Nine and a half years ago, I was sitting at my desk on a Tuesday morning when I received an email from Matt. The email said that a plane had flown into one of the World Trade Center Towers in New York City. I ran in to tell my boss - the president of the company. He didn’t believe me. No, he wasn’t shocked. He flat out didn’t believe it.
When a second plane hit, the shock came. As did the comments. Despite knowing that I am an American, this man stood before me and talked about how the US deserved it for not acting in a recent incident that occurred with his home country. I had never heard of the event he described, but his sentiment was just plain wrong.
As we (the staff) scrambled to find news sources that were working, we found out that the towers were collapsing. We didn’t have a TV, so a co-worker and I walked to a nearby diner and watched CNN in disbelief with the other patrons. It was a somber atmosphere. Even had the towers not fallen, we knew that many died that day. I don’t even remember where or how I heard about the plane hitting the Pentagon or the fourth plane that crashed in the field in Pennsylvania. I just knew that my country was under attack and it left me in shock, feeling helpless at being so far away from my family.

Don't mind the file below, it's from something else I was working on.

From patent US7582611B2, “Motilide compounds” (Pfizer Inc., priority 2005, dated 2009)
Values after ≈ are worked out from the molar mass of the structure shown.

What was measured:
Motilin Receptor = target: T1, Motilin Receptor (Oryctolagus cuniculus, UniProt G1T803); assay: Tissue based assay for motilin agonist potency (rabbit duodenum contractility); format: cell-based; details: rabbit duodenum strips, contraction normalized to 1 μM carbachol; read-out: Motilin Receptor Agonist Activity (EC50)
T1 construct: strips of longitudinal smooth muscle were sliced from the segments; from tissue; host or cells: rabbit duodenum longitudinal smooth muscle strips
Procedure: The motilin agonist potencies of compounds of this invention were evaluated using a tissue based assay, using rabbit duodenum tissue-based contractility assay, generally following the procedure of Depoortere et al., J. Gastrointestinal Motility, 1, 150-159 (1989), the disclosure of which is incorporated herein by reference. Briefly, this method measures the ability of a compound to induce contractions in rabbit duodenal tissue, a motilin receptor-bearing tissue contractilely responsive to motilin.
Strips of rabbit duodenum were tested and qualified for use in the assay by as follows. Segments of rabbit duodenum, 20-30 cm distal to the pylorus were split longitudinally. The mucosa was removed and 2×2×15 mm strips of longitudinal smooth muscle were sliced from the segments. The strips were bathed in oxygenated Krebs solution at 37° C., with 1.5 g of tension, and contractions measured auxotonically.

I feared for my family. President George W. Bush’s brother, Jeb, was the Governor of Florida. What if they decided to go after Bush’s family? My family lived in the capital. Would they attack there too?
There were so many fears those days.
There were so many tears those days.
The grief for the victims and the loss to our country was palpable. People who disagreed with each other united in the effort to wake up each morning and move on. A new generation lost its innocence in the face of unspeakable tragedy - much like the generation who lived through Pearl Harbor. Only this time, the images and the details were immediate with absolutely no delay of transmission.
Every day after 9/11, I came home and was glued to the TV. Tears flowed regularly as I watched devastated families and friends search for missing loved ones. Seeing hope lost as hours, days and weeks went by with no word. This lasted for weeks until my husband finally said
On September 11, 2001, a nation lost 3,000 human lives and no one rejoiced. Later, we saw videos of Al-Qaida’s form of arrogant rejoicing.
On May 1, 2011, the life of the man who was the mastermind behind those attacks has prompted rejoicing in the streets.
Some would argue he deserved to die. A life for a life. I’m personally troubled by these events because I grew up in a country believing in due process for all - even the likes of Ted Bundy and Timothy McVeigh. Even Saddam Hussein had a trial, even if it was only a formality and we all knew what the end result would be.
A man’s death - evil though he may have been - doesn’t warrant rejoicing. Relief certainly. His reign of terror is over. He can no longer spearhead murdering innocent people. He can no longer spread his hatred.
No, we won’t mourn the loss of his life as we did the loss of the thousands of lives he ended in his years of reign over Al-Qaida, but is it right to rejoice in his death, just because he is evil and we consider ourselves good?
And if we didn’t appreciate the gloating of Al-Qaida, how is it any different for us to celebrate his death?